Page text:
A new national poll shows a bipartisan majority of American voters support the Obama administration's new Cuba policy and would like to see an end to the 50-year-old economic embargo against the communist-ruled island.
The poll released on Wednesday by Beyond the Beltway, a joint public polling initiative by Washington-based research consultants Benenson Strategy Group and SKDKnickerbocker, found that most American voters support expanding trade, travel, and diplomatic relations with Havana.
Some 64 percent of those surveyed supported ending the embargo, including 74 percent of Democrats, 51 percent of Republicans, and 64 percent of independents.
A larger majority of voters - 72 percent - supported expanding travel and trade by Americans and having diplomatic relations with Cuba. Of those, 64 percent of Republicans under the age of 50 agreed that the recent policy changes "are in the best interests of the U.S. and Cuban people."
The poll of 1,032 registered voters was hailed by supporters of Obama's historic announcement in December to renew diplomatic relations with Cuba, as well as new regulations on travel and commerce with the island.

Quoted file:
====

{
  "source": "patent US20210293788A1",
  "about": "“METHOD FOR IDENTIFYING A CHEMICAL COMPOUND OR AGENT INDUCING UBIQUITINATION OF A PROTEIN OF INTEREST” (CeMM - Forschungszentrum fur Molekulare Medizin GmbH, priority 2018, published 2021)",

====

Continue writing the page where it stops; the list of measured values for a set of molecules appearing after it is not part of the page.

"This national poll makes it clear that the trend lines we’ve seen in recent years continue to rise toward strong bipartisan support for our new course on Cuba," said Ricardo Herrero, director of CubaNow, a Miami-based advocacy group that backs the White House opening with Cuba.
Benenson is a Democrat-leaning polling group, which has also done work for New Jersey Senator Robert Menendez, a Cuban-American Democrat and vocal defender of the embargo.
While critics of the Cuba opening in Congress have so far not been able to block the White House moves to normalize relations, the embargo is a tougher issue for the Obama administration as it can only be removed by an act of Congress. Both the House of Representatives and the Senate are controlled by Republicans.
The poll appears to confirm other surveys conducted soon after the Dec. 17 announcement to normalize relations with Cuba, which showed strong support for ending the embargo and re-establishing ties with the island, even among Cuban exiles in Miami.
Benenson describes itself as a strategic research consultancy that advises major companies and heads of state, including the president.
SKDKnickerbocker provides communications advice to companies as well as political candidates.
The poll was conducted Feb. 26-27 among registered voters selected to match national demographics of the voting population.
(Reporting By David Adams in Miami; Editing by Jonathan Oatis)